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Part art project, part utopian experiment, a street artist by the name of Swoon, as well as a band of artists, DIYers, and other free-spirits, has built a collection of ramshackle yet visually striking rafts to float down rivers and canals with a loosely defined purpose. Tod Seelie, a friend of Swoon’s, has been on all the trips so far as a crew member and brought his camera to document the creativity and chaos.

“I can only really speak for me,” Seelie says, “And really it’s a combination of things, but I’d say the main point [of the trips] is inspiration. It’s the inspiration we feel and the inspiration other people feel when they come across us.”

The group have organized three different trips so far. The first two were down the Mississippi. The plan was to take the rafts from Minneapolis to New Orleans, but the farthest the group ever made it was St. Louis because the river proved to be too strong. The third trip went down the Hudson from Troy, New York to Queens. The fourth trip went from Slovenia to Venice and was meant to coincide with the Venice Biennale. All these trips took place several years ago, but there is a new one in Oregon planned for mid-August.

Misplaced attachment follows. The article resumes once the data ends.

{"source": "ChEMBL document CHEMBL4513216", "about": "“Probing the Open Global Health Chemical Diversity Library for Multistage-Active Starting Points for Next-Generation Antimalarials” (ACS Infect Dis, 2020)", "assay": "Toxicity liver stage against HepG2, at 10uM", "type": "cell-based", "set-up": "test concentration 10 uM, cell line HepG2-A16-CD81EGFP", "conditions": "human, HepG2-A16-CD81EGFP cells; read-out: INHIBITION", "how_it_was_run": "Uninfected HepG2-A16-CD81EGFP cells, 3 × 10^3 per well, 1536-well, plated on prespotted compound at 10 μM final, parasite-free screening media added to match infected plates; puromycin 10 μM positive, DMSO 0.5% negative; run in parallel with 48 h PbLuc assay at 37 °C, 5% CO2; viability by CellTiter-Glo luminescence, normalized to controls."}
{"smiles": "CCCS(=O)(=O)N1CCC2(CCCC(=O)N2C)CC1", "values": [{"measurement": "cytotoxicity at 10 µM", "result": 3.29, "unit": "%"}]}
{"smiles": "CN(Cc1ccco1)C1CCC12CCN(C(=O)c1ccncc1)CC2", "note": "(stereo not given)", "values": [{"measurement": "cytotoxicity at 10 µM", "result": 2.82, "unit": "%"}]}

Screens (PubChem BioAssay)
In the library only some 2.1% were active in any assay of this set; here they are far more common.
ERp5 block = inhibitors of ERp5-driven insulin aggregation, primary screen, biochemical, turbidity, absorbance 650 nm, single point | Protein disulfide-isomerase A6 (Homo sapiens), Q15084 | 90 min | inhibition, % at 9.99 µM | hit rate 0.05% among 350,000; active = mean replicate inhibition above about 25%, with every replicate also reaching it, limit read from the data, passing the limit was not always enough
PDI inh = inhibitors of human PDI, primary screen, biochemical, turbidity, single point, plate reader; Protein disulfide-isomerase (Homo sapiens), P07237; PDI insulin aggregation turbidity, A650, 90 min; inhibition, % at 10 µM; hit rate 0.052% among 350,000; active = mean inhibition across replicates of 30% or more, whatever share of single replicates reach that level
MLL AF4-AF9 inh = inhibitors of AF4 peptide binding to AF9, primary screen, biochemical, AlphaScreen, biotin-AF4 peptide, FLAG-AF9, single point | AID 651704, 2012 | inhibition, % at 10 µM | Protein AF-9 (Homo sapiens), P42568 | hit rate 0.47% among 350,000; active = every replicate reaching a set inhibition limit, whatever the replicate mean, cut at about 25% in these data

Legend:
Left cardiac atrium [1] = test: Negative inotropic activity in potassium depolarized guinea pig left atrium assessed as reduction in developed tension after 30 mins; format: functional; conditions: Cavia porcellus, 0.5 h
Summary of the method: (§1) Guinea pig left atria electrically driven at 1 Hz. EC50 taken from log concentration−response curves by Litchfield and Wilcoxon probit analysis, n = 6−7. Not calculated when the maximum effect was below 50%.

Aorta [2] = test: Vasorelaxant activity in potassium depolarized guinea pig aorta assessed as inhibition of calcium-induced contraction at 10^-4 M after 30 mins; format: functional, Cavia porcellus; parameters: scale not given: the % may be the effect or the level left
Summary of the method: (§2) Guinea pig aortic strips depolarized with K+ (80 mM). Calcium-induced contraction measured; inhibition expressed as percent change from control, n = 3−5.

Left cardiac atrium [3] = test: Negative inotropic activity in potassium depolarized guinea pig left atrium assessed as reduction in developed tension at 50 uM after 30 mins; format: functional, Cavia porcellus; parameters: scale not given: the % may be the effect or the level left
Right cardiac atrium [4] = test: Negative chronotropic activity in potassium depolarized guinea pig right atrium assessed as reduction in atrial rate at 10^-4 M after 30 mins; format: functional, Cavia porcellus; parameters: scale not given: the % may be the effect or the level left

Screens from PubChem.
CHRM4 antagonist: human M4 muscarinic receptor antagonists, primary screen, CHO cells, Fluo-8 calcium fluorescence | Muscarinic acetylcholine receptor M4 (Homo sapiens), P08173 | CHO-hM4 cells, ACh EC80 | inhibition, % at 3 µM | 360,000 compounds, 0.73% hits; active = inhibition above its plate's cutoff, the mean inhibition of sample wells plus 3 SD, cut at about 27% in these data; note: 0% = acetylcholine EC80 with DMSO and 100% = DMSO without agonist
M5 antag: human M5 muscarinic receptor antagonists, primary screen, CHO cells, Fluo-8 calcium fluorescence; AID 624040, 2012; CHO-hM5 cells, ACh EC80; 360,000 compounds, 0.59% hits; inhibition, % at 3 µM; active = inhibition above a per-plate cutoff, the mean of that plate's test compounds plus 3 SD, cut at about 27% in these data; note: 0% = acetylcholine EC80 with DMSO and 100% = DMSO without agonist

The rafts are the brain child of Swoon (her real name is Caledonia “Callie” Curry), who is probably most famous for her life-size wheatpastes. Most of the rafts are made from recycled materials and are essentially artfully made-up pontoon boats (their pontoons are wood with styrofoam inside instead of metal). The motors are old car engines that have been hacked to run propellers. Each trip featured a different number of boats, but sometimes there were up to five or six different vessels.

On some of the trips, the boats were designed to not only move through water and house a crew but also host live theater and music performances. On the Mississippi trip, whenever the boats would dock near a town, the crew would invite locals to the boat and teach them trades like silk screening or costume making.